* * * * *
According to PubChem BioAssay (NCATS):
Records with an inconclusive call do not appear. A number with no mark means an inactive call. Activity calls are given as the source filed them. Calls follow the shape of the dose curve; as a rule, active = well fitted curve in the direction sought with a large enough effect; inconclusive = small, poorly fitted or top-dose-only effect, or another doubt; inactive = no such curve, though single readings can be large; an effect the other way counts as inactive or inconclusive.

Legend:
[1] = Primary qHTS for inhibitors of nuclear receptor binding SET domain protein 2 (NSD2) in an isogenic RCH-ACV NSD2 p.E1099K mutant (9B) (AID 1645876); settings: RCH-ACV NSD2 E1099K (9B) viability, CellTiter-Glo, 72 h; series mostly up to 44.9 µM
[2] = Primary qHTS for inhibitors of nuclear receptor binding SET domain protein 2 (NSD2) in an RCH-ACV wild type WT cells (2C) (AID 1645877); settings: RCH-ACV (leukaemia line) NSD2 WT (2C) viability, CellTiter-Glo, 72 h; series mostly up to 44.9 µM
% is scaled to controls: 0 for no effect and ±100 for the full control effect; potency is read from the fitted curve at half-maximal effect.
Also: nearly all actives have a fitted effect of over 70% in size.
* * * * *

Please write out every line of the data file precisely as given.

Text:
According to PubChem BioAssay (NCATS):
Records with an inconclusive call do not appear. A number with no mark means an inactive call. Activity calls are given as the source filed them. Calls follow the shape of the dose curve; as a rule, active = well fitted curve in the direction sought with a large enough effect; inconclusive = small, poorly fitted or top-dose-only effect, or another doubt; inactive = no such curve, though single readings can be large; an effect the other way counts as inactive or inconclusive.

Legend:
[1] = Primary qHTS for inhibitors of nuclear receptor binding SET domain protein 2 (NSD2) in an isogenic RCH-ACV NSD2 p.E1099K mutant (9B) (AID 1645876); settings: RCH-ACV NSD2 E1099K (9B) viability, CellTiter-Glo, 72 h; series mostly up to 44.9 µM
[2] = Primary qHTS for inhibitors of nuclear receptor binding SET domain protein 2 (NSD2) in an RCH-ACV wild type WT cells (2C) (AID 1645877); settings: RCH-ACV (leukaemia line) NSD2 WT (2C) viability, CellTiter-Glo, 72 h; series mostly up to 44.9 µM
% is scaled to controls: 0 for no effect and ±100 for the full control effect; potency is read from the fitted curve at half-maximal effect.
Also: nearly all actives have a fitted effect of over 70% in size.